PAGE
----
without the ark (Jdgs.they gave him the city for which he asked. It was first set up at Gilgal (4:10). 20:18. 16:39-40. Its procedures are given in Leviticus. So he built the city and settled in it. I Chr. then moved to Shiloh (18:1. disappeared as soon as Israel crossed Jordan. 1:3-6).27). Timnath-serah in the hill country of Ephraim. YHWH’s presence was now enshrined at the tabernacle. Later the tabernacle. and Joshua the son of Nun. 19:51. So they finished dividing the land. 153 . It is described in Exodus 2540. NASB (UPDATED) TEXT: 19:51 51 These are the inheritances which Eleazar the priest. 19:51 “the tent of meeting” The tent of meeting is the same as the tabernacle. The Shekinah cloud of glory. was at Gibeon (cf. I Sam. and the heads of the households of the tribes of the sons of Israel distributed by lot in Shiloh before the LORD at the doorway of the tent of meeting. II Chr. 2:22). which led the Israelites during the exodus and wilderness wandering period.

1. six of which are cities of refuge. CONTEXTUAL INSIGHTS A. There is another list of the Levitical cities found in I Chr. You. xvi).” limited revenge concept which was initiated within Israel. This is possibly due to the fact that the Israelis did not fully occupy their tribal allocations. which means that you are responsible for your own interpretation of the Bible. A city of refuge was a place where one could flee for safety if one had accidentally killed another person and where one could be protected from the aggressive actions of a near kinsmen (Go’el.JOSHUA 20 PARAGRAPH DIVISIONS OF MODERN TRANSLATIONS NASB NKJV NRSV TEV NJB Cities of Refuge The Cities of Refuge Joshua Named Cities of Refuge The Cities of Refuge The Cities of Refuge 20:1-6 20:1-9 20:1-6 20:1-6 20:1-6 20:7-9 20:7-9 20:7-9 20:7-9 READING CYCLE THREE (see p. Read the chapter in one sitting. Third paragraph 4. BDB 145) of the person killed. Each of us must walk in the light we have. and the Holy Spirit are priority in interpretation. B. Etc. 154 . You must not relinquish this to a commentator. First paragraph 2. p. The cities of refuge were an attempt to bring fairness to the “eye for an eye. the Bible. which is the heart of interpretation. There are fortyeight Levitical cities. Compare your subject divisions with the five modern translations above. but it is the key to following the original author’s intent. Identify the subjects (reading cycle #3. Every paragraph has one and only one subject. three in the trans-Jordan area and three in the Promised Land. Paragraphing is not inspired. Second paragraph 3. xvi in introductory section) FOLLOWING THE ORIGINAL AUTHOR’S INTENT AT PARAGRAPH LEVEL This is a study guide commentary. Chapters 20 and 21 are a discussion of the Levitical cities and the cities of refuge. 6:58-81 which has some basic differences.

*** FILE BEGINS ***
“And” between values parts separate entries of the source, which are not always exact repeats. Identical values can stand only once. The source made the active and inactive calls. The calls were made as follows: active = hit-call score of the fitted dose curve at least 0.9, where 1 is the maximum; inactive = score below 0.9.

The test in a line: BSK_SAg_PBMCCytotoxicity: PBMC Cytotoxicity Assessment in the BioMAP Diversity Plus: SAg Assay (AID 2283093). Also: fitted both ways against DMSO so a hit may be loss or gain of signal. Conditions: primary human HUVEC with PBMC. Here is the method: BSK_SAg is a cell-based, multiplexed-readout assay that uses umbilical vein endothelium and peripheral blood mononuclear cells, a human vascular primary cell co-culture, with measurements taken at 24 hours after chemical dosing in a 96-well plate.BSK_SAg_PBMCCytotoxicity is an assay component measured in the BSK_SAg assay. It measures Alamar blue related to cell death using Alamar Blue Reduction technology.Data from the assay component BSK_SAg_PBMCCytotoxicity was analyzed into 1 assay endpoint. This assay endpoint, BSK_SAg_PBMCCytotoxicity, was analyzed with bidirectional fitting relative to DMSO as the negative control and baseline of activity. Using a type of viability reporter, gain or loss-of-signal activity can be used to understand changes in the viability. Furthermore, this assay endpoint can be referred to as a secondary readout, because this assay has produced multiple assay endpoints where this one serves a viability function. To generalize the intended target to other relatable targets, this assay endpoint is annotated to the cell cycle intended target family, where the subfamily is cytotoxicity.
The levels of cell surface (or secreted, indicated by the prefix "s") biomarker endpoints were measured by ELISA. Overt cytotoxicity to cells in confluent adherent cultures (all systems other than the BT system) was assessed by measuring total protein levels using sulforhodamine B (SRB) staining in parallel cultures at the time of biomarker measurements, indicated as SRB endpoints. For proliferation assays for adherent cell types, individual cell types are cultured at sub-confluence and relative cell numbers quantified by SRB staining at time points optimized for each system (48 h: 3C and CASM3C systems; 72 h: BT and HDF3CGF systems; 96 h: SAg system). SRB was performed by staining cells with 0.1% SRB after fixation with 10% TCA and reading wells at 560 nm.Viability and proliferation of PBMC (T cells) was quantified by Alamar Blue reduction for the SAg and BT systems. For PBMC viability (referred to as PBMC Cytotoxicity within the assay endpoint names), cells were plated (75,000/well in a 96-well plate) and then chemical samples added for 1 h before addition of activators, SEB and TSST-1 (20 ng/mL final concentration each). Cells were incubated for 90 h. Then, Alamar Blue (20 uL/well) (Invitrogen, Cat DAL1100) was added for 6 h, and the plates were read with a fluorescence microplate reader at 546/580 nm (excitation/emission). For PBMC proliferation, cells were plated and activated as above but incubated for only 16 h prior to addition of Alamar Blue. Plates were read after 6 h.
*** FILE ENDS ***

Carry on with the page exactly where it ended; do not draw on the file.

v. Num. 4:2) is both strategic and problematic (cf. KB 210. that is. Num. Deut. 21:14. and shall stand at the entrance of the gate of the city and state his case in the hearing of the elders of that city. If innocent of premeditated murder. Qal IMPERATIVE These commands relate to previous revelation about these special cities of asylum and mercy. 20:3 “who kills any person unintentionally.WORD AND PHRASE STUDY NASB (UPDATED) TEXT: 20:1-6 1 Then the LORD spoke to Joshua. This concept of intentionality (BDB 993) is referred to in Lev. There.27. the word ‘unintentionally’ means basically ‘in error’ (the vb. states. They uniquely reflect the mercy of YHWH toward those who act without malice or forethought. premeditated.27. 4:42. Exod. 2"Speak to the sons of Israel. or known sin (e.. without premeditation. 1991. “designate. then they shall not deliver the manslayer into his hand. Because of it some scholars have concluded that the sin offering only treated inadvertent sin. 22:14. 1:50-53. Exodus 21:12-14 2. “speak. If a person killed a fellow Israelite by accident. so that he may dwell among them.22-23. saying. 4:2. There are several discussions in the Pentateuch related to the cities of refuge (cf. v. and 19:4.9). 5:15.g. 51:17).g.'" 20:2 This verse has two commands from YHWH to Joshua. 21: 12-14. “the concept of ‘unintentionally’ or ‘inadvertently’ (Lev. 'Designate the cities of refuge. 19:1-13). Piel IMPERATIVE 2. 3that the manslayer who kills any person unintentionally. Moses had already designated three cities in the trans-Jordan area (cf. 15:27-31. 4:41ff). go astray). Josh. he still had to remain in the city until the death of the High Priest. 155 . 4He shall flee to one of these cities. may flee there. he could flee to one of these six cities. until the death of the one who is high priest in those days. 4). and they shall take him into the city to them and give him a place. If guilty of murder. he was turned over to the blood avenger of the family he violated for the immediate punishment of death (cf. 2. Although it can also mean that the error was unintentional or inadvertent (see e. Deuteronomy 19:1-13 No other culture in the ancient Near East has cities like these.22. KB 733. vol. and they shall become your refuge from the avenger of blood. 94). 22:14. Eccl. 6He shall dwell in that city until he stands before the congregation for judgment. } “cities of refuge” Originally those who were fleeing from hasty justice could grab the horns of the altar for safety (cf. 5Now if the avenger of blood pursues him.18. without premeditation” The entire sacrificial system was geared toward those who sinned in ignorance or passion. Then the manslayer shall return to his own city and to his own house. There was no sacrifice for high-handed. 15:22. Ps. of which I spoke to you through Moses. 26:21. means to commit an error. 5:6)” (p. this is not necessarily the case (see I Sam. 4:13.24-29). Num.22. sins that were committed by mistake or sins which were done not knowing that the particular act was sinful (see Milgrom. 20:3.” BDB 678. Numbers 35:10-28 3. 35:10-28.15. 9). to the city from which he fled. this system was replaced by having set cities within the Promised Land. saying. 1.. Exod. 1. because he struck his neighbor without premeditation and did not hate him beforehand. 228-29).” BDB 180. NIDOTTE. However. 2:28-31). However. 5:15. Deut. I Kgs. Num. a trial would be held (cf. 35:11. defiant.